Varactor Devices

VARACTOR devices are another of the active two-terminal diodes that operates in the microwave range. Since the basic theory of varactor operation was presented in the tutorials on the Introduction to Solid- State Devices and Power Supplies, only a brief review of the basic principles is presented here.

The varactor is a semiconductor diode with the properties of a voltage-dependent capacitor. Specifically, it is a variable-capacitance, pn-junction diode that makes good use of the voltage dependency of the depletion-area capacitance of the diode.

In the figure below, view A, two materials are brought together to form a pn-junction diode. The different energy levels in the two materials cause a diffusion of the holes and electrons through both materials which tends to balance their energy levels. When this diffusion process stops, the diode is left with a small area on either side of the junction, called the depletion area, which contains no free electrons or holes. The movement of electrons through the materials creates an electric field across the depletion area that is described as a barrier potential and has the electrical characteristics of a charged capacitor.


View A: PN-junction diode as a variable capacitor.

External bias, applied in either the forward or reverse direction, as shown in the next figure view B and C, affects the magnitude, barrier potential, and width of the depletion area. Enough forward or reverse bias will overcome the barrier potential and cause current to flow through the diode. The width of the depletion region can be controlled by keeping the bias voltage at levels that do not allow current flow.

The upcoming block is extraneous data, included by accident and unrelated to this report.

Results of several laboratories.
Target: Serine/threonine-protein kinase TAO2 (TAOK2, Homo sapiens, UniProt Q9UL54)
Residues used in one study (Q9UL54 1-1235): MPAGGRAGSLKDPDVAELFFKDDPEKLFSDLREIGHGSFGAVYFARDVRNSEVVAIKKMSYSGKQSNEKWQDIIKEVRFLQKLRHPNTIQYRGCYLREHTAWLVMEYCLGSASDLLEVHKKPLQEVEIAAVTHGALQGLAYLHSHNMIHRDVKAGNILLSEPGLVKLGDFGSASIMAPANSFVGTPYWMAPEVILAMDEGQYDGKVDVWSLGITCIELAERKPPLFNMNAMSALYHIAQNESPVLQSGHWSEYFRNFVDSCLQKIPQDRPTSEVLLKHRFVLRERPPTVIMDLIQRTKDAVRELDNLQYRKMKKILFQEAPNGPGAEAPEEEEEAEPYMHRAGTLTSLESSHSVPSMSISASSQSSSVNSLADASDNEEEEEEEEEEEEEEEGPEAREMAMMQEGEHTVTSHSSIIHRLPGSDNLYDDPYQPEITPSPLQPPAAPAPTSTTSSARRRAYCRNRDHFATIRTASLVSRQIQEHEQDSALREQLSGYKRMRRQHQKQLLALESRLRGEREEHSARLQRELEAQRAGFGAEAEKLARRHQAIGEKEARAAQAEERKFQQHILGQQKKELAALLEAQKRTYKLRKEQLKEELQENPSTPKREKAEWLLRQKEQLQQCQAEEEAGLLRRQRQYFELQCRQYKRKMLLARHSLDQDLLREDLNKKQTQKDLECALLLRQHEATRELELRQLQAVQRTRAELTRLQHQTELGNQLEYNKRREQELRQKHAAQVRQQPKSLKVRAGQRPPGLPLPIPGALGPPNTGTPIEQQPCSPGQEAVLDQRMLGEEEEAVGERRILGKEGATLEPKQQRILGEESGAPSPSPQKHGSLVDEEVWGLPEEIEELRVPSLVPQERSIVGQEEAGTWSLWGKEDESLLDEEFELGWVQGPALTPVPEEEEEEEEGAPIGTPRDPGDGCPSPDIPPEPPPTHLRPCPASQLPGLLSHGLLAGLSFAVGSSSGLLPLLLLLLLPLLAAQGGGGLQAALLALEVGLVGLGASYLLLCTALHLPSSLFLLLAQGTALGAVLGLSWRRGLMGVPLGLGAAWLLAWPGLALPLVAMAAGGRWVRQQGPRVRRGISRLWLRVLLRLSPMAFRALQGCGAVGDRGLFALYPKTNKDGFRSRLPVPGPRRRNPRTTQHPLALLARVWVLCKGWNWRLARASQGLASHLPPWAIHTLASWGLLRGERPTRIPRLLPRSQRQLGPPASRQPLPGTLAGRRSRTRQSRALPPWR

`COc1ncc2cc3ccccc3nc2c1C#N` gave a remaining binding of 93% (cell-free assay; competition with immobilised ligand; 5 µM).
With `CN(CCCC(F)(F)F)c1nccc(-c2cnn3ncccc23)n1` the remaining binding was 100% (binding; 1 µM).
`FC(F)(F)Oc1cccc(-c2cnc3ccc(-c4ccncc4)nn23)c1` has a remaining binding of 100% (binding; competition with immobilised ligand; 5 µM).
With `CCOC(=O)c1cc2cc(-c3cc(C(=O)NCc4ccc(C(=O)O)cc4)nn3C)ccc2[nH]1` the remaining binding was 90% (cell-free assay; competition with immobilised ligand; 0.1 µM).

Since the depletion area acts as a capacitor, the diode will perform as a variable capacitor that changes with the applied bias voltage. The capacitance of a typical varactor can vary from 2 to 50 picofarads for a bias variation of just 2 volts.


View B: Pn-junction diode as a variable capacitor.


View C: Pn-junction diode as a variable capacitor.

The variable capacitance property of the varactor allows it to be used in circuit applications, such as amplifiers, that produce much lower internal noise levels than circuits that depend upon resistance properties. Since noise is of primary concern in receivers, circuits using varactors are an important development in the field of low-noise amplification. The most significant use of varactors to date has been as the basic component in parametric amplifiers.


The parametric amplifier is named for the time-varying parameter, or value of capacitance, associated with the operation. Since the underlying principle of operation is based on reactance, the parametric amplifier is sometimes called a REACTANCE AMPLIFIER.

The conventional amplifier is essentially a variable resistance that uses energy from a dc source to increase ac energy. The parametric amplifier uses a nonlinear variable reactance to supply energy from an ac source to a load. Since reactance does not add thermal noise to a circuit, parametric amplifiers produce much less noise than most conventional amplifiers.